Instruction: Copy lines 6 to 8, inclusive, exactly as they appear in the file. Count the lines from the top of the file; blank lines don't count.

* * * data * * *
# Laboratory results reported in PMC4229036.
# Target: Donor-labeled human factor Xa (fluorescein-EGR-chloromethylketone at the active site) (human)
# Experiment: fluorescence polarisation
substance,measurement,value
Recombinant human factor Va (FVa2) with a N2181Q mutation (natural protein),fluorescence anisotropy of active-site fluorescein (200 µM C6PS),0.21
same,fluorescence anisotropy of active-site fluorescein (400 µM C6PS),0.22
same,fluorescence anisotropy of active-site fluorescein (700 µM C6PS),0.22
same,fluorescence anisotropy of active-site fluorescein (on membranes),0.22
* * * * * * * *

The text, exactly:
same,fluorescence anisotropy of active-site fluorescein (400 µM C6PS),0.22
same,fluorescence anisotropy of active-site fluorescein (700 µM C6PS),0.22
same,fluorescence anisotropy of active-site fluorescein (on membranes),0.22